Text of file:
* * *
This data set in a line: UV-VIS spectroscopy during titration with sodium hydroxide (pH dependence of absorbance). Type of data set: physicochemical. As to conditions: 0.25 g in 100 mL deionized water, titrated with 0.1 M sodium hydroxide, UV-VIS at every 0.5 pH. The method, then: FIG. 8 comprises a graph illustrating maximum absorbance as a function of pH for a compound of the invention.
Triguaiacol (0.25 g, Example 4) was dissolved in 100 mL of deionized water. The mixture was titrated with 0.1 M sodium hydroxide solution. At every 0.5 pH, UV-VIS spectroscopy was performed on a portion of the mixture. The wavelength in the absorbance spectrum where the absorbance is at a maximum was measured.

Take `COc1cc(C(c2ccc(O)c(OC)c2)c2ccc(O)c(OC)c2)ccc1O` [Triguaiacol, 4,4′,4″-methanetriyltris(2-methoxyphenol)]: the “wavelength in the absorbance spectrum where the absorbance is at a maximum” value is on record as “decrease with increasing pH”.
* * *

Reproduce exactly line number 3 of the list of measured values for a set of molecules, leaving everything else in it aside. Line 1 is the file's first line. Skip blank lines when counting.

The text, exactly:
Take `COc1cc(C(c2ccc(O)c(OC)c2)c2ccc(O)c(OC)c2)ccc1O` [Triguaiacol, 4,4′,4″-methanetriyltris(2-methoxyphenol)]: the “wavelength in the absorbance spectrum where the absorbance is at a maximum” value is on record as “decrease with increasing pH”.